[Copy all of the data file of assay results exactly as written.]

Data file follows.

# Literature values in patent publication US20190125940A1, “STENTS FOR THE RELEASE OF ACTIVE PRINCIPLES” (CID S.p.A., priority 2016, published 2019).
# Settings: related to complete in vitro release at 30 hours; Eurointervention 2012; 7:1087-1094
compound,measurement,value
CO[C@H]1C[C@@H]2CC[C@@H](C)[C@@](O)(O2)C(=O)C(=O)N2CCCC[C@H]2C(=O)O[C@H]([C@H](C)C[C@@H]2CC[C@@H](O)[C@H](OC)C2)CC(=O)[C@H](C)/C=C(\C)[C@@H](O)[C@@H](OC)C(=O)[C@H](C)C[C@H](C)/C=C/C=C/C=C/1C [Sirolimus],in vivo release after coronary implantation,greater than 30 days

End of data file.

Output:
# Literature values in patent publication US20190125940A1, “STENTS FOR THE RELEASE OF ACTIVE PRINCIPLES” (CID S.p.A., priority 2016, published 2019).
# Settings: related to complete in vitro release at 30 hours; Eurointervention 2012; 7:1087-1094
compound,measurement,value
CO[C@H]1C[C@@H]2CC[C@@H](C)[C@@](O)(O2)C(=O)C(=O)N2CCCC[C@H]2C(=O)O[C@H]([C@H](C)C[C@@H]2CC[C@@H](O)[C@H](OC)C2)CC(=O)[C@H](C)/C=C(\C)[C@@H](O)[C@@H](OC)C(=O)[C@H](C)C[C@H](C)/C=C/C=C/C=C/1C [Sirolimus],in vivo release after coronary implantation,greater than 30 days